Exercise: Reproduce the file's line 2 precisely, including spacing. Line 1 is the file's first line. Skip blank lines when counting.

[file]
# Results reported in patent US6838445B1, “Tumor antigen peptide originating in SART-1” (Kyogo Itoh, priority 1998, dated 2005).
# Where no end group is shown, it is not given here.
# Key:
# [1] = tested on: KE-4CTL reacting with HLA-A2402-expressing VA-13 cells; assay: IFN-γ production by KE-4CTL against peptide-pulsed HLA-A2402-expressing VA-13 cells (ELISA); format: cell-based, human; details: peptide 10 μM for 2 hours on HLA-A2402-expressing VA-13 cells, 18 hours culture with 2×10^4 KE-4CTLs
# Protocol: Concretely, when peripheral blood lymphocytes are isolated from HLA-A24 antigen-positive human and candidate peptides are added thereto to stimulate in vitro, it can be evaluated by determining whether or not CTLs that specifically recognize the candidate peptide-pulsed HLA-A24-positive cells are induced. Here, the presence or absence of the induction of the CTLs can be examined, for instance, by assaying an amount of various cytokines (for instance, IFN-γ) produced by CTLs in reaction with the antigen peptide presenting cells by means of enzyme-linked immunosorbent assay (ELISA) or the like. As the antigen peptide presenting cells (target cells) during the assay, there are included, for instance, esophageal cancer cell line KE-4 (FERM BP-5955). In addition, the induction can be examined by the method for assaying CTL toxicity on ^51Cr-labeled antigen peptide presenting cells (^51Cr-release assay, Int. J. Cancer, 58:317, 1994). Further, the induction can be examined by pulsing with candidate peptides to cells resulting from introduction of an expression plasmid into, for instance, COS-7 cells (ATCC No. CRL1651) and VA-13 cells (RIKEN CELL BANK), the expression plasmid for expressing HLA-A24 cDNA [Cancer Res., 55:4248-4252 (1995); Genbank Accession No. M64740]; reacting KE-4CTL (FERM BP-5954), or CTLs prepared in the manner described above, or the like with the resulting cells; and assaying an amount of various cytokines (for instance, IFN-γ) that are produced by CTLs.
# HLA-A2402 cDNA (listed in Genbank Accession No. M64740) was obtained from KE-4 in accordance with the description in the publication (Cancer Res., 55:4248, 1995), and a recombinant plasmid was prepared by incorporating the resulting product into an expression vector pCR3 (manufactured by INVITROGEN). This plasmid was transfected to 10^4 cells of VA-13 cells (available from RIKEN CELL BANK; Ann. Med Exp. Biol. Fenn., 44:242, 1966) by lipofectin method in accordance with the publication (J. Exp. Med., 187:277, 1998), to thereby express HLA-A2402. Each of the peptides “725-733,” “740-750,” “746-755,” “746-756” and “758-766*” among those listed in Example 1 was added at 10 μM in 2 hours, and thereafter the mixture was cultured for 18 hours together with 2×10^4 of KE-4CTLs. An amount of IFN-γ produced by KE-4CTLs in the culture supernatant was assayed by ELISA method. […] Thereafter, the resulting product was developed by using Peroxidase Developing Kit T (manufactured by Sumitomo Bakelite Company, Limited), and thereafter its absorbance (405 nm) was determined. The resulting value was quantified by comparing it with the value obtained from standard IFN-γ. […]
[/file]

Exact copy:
# Where no end group is shown, it is not given here.